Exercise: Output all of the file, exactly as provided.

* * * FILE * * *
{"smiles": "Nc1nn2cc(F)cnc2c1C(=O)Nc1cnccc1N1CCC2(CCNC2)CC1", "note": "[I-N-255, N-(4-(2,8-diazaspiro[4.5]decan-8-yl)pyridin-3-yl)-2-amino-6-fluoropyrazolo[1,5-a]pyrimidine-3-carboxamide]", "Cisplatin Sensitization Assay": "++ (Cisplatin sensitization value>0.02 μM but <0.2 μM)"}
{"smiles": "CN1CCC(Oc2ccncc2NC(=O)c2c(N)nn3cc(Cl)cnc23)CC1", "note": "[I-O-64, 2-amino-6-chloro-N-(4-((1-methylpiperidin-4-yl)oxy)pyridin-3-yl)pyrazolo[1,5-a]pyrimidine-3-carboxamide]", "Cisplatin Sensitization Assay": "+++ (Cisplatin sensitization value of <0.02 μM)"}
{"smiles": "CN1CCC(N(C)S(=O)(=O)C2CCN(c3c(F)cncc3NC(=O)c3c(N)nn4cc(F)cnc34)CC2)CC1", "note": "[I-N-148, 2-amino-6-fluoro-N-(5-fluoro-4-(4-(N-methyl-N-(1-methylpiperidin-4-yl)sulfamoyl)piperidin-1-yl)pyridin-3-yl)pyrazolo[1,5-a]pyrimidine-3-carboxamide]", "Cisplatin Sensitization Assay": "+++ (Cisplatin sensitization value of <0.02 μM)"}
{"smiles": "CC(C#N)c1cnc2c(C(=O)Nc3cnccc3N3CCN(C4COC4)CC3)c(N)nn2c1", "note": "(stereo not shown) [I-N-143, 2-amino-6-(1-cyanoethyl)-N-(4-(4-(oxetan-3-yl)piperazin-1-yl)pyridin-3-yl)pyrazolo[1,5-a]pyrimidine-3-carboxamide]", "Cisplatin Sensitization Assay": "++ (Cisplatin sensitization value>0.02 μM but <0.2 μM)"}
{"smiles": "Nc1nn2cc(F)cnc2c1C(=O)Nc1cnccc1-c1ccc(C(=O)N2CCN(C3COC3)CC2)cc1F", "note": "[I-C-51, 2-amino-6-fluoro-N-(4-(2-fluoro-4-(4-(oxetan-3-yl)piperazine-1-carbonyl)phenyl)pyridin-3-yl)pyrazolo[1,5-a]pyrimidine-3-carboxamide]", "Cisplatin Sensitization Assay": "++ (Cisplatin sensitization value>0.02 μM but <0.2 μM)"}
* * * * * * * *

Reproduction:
{"smiles": "Nc1nn2cc(F)cnc2c1C(=O)Nc1cnccc1N1CCC2(CCNC2)CC1", "note": "[I-N-255, N-(4-(2,8-diazaspiro[4.5]decan-8-yl)pyridin-3-yl)-2-amino-6-fluoropyrazolo[1,5-a]pyrimidine-3-carboxamide]", "Cisplatin Sensitization Assay": "++ (Cisplatin sensitization value>0.02 μM but <0.2 μM)"}
{"smiles": "CN1CCC(Oc2ccncc2NC(=O)c2c(N)nn3cc(Cl)cnc23)CC1", "note": "[I-O-64, 2-amino-6-chloro-N-(4-((1-methylpiperidin-4-yl)oxy)pyridin-3-yl)pyrazolo[1,5-a]pyrimidine-3-carboxamide]", "Cisplatin Sensitization Assay": "+++ (Cisplatin sensitization value of <0.02 μM)"}
{"smiles": "CN1CCC(N(C)S(=O)(=O)C2CCN(c3c(F)cncc3NC(=O)c3c(N)nn4cc(F)cnc34)CC2)CC1", "note": "[I-N-148, 2-amino-6-fluoro-N-(5-fluoro-4-(4-(N-methyl-N-(1-methylpiperidin-4-yl)sulfamoyl)piperidin-1-yl)pyridin-3-yl)pyrazolo[1,5-a]pyrimidine-3-carboxamide]", "Cisplatin Sensitization Assay": "+++ (Cisplatin sensitization value of <0.02 μM)"}
{"smiles": "CC(C#N)c1cnc2c(C(=O)Nc3cnccc3N3CCN(C4COC4)CC3)c(N)nn2c1", "note": "(stereo not shown) [I-N-143, 2-amino-6-(1-cyanoethyl)-N-(4-(4-(oxetan-3-yl)piperazin-1-yl)pyridin-3-yl)pyrazolo[1,5-a]pyrimidine-3-carboxamide]", "Cisplatin Sensitization Assay": "++ (Cisplatin sensitization value>0.02 μM but <0.2 μM)"}
{"smiles": "Nc1nn2cc(F)cnc2c1C(=O)Nc1cnccc1-c1ccc(C(=O)N2CCN(C3COC3)CC2)cc1F", "note": "[I-C-51, 2-amino-6-fluoro-N-(4-(2-fluoro-4-(4-(oxetan-3-yl)piperazine-1-carbonyl)phenyl)pyridin-3-yl)pyrazolo[1,5-a]pyrimidine-3-carboxamide]", "Cisplatin Sensitization Assay": "++ (Cisplatin sensitization value>0.02 μM but <0.2 μM)"}